• Cut your oranges in half and juice. Collect all the seeds so you can put them in the cheese cloth along with the pith and membrane. You may also want to consider supreming your orange segments and cutting it into small pieces.
seville oranges
  • Using a spoon, scoop out the membrane and place in a bowl with the seeds. Be consistent with the amount of pith you scoop out for a nice uniform peel
seville oranges
old fashioned seville orange marmalade
  • Cut your peels in half and flatten, then trim off any points or curves so you can create a nice uniform rind size.
seville orange peel preparation
  • you can decide here if you want a chunky peel or a fine cut peel, but ensure you are consistent
marmalade rind prep

3. Soak your peel in an equal amount of water for 1-2 minutes. This removes some of the bitterness from the peel. Drain the water and do not keep it.

4. Cook your peel with a little bit of baking soda. This will help keep your peel nice and bright once it is cooked. Remember to simmer gently. Peels that are cooked on a high boil tend to get tough.

5. Warm your sugar in the oven before adding it to your fruit. This reduces the chance of crystallization of the sugar in your marmalade. It helps it to dissolve quickly. If you can't warm it in an oven, be sure to allow the sugar to completely dissolve before bringing to a boil

6. Consider making your marmalade in a copper pot (keeping in mind not to soften the peel in the copper pot on it's own. Copper pots require sugar to always be present). Copper is an amazing conductor of heat and allow you to cook your jam down to the desired consistency quicker and without cooking away too much of the flavour of the fruit.

7. Add a small amount of unsalted butter to your marmalade. This reduces the amount of foam as it cooks and reduces the amount of skimming your final product will require. Not properly skimming off the foam can lead to a cloudy marmalade.

8. Allow your marmalade to cool for at least 5 minutes in the pot and off the heat before ladling into previously sterilized jars. This helps to reduce the fruit floating to the top of the jars and leads to nicer suspension.

9. Accurately measure your headspace. Especially in North American competitions, this will be noted and you will lose points if you leave too much or too little headspace.

10. If a jar doesn't seal properly it doesn't matter how delicious your marmalade may be, your entry will still be disqualified.

Now if you are feeling inspired, you still have time to make some marmalade and enter it into The World's Original Marmalade Awards or if you live in Toronto, consider Mad For Marmalade, Crazy for Citrus. 

For a few other pointers you can check out my Marmalade video here

GOOD LUCK!

For the Love of Grapefruit





It feels like I have been waiting weeks for Seville Oranges to be in season so I can make marmalade. Anyone who knows me knows how much I detest the large grocery stores and grocery shopping in general, but my desire for marmalade has me stopping into Loblaws or the Metro on almost a daily basis.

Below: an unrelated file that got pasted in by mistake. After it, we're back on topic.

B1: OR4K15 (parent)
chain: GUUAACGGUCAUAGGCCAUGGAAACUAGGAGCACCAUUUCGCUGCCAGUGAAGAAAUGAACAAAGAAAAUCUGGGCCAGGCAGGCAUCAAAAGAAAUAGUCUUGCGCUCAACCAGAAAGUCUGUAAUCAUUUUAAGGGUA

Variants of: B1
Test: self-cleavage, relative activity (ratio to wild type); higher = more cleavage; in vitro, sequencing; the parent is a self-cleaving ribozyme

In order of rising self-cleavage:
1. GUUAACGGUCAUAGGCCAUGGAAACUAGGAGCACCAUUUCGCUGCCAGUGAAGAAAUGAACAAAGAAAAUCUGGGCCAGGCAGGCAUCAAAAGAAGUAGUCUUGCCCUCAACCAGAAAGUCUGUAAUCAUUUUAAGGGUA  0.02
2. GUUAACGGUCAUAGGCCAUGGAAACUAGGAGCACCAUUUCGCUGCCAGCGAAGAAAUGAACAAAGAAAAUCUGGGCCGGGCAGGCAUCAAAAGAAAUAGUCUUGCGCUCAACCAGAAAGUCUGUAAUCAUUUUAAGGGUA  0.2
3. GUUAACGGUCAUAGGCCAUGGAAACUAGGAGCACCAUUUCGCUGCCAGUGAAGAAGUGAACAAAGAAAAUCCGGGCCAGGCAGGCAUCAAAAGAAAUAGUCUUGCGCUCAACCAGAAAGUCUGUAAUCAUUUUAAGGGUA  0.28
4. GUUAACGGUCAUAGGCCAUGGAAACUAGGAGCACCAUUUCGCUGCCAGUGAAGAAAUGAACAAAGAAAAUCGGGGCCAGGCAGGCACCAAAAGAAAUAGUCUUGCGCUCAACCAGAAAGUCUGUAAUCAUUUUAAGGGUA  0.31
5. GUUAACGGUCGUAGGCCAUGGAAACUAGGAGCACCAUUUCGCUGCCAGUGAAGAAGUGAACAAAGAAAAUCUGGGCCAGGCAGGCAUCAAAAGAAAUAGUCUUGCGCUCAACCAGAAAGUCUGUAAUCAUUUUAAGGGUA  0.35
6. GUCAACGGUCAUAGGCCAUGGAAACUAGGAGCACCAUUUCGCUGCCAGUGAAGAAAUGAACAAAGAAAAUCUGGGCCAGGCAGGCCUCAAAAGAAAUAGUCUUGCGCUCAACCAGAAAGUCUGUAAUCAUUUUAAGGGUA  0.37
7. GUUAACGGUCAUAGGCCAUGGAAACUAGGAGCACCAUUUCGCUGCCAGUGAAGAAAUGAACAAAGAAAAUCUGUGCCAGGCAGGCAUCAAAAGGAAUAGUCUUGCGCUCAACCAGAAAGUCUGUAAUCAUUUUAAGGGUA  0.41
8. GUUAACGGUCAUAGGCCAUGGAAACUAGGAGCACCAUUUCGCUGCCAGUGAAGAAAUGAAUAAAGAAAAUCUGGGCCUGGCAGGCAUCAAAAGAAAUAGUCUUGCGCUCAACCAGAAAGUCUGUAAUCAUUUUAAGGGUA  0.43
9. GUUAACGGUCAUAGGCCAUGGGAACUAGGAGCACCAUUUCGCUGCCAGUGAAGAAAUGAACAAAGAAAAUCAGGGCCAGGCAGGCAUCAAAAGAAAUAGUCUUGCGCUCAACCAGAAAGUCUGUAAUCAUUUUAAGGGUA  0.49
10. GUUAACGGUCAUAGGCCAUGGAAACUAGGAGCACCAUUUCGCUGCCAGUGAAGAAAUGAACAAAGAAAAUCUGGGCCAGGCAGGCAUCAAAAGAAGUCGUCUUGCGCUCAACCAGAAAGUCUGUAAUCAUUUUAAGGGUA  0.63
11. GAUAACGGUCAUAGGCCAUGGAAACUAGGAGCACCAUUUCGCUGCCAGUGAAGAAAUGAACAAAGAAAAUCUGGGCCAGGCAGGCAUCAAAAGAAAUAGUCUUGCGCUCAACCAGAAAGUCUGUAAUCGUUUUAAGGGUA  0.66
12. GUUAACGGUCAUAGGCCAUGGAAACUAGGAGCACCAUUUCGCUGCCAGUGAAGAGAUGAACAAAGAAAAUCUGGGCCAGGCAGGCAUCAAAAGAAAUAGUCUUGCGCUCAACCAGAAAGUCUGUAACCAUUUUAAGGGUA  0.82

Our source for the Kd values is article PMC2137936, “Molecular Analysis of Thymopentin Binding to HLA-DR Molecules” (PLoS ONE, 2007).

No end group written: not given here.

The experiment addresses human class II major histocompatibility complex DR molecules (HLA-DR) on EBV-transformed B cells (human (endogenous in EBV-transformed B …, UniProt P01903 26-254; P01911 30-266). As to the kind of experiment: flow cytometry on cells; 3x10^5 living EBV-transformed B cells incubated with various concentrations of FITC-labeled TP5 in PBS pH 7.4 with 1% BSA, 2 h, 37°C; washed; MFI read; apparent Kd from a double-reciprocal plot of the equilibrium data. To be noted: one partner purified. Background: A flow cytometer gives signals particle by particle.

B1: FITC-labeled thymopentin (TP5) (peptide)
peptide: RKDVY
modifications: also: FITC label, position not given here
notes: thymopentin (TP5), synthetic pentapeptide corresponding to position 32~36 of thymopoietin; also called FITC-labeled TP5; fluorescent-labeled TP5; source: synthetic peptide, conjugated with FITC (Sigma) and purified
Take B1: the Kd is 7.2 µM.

Friday - I could take the waiting no longer and decided to make marmalade with perhaps the most refreshing citrus; grapefruit. I love the bitter sweet bite of ruby red grapefruit and wondered how it would translate into a marmalade. My official taste tester James tells me that it cleanses the palette and is refreshing. I could barely wait to toast up a crumpet to see how it fared on my morning toast.

The recipe itself is quite time consuming and the output was rather small. This is coming from someone who likes to preserve in 'bulk'. But the flavour is well worth the work. I can tell that this will become part of my regular preserve cupboard and that we won't do without grapefruit marmalade in the future.

I bought 9 large red grapefruits and ended up using the zest from all 9 of the grapefuit, but only the fruit from about 5 of them. The rest I chopped up to make a fruit salad.

1 cup grapefruit zest
1 cup water
1/2 cup fresh grapefruit juice
3/4 cup water
1/8 tsp baking powder
3 cups supremed and finely chopped grapefruit (never supremed a grapefruit before..check out this video)
5 cups sugar
1/2 tsp unsalted butter
1 3oz liquid pectin

Combine the zest and 1 cup water and let sit for 5-10 minutes and then drain.
Combine the peel with the grapefruit juice, 3/4 cup water and the baking soda. Over med/high heat bring to a full boil.

Reduce heat and cover and allow to simmer for 10 minutes. Stirring 2-3 times. Stir in the fruit, cover and simmer 10 mins more.

Stir in the sugar and butter. Stirring constantly until the sugar completely dissolves. This took about 10 minutes.

Increase the heat to med/high stirring constantly bring to a full rolling bowl. It is important to continually stir as it allows the ingredients to come to a rolling bowl slowly and for some of the liquid to evaporate.

Stir in the pectin and once again stir constantly and bring to a full rolling boil. I boiled for 3 minutes until the jam was at a consistency I liked and then I removed the pan from the heat. You may need to skim off any foam, I did not have any.

Let it sit for 5 minutes so that the fruit settles, give a quick stir and then ladle into your jars leaving 1/4 inch headspace. Wipe the rims and the threads with a damp cloth or paper towel and cover with your lids. Process 250ml jars for 10 minutes.

If you prefer a 'zestier' marmalade you could also finely slice the grapefruit peel and use it instead of just the zest.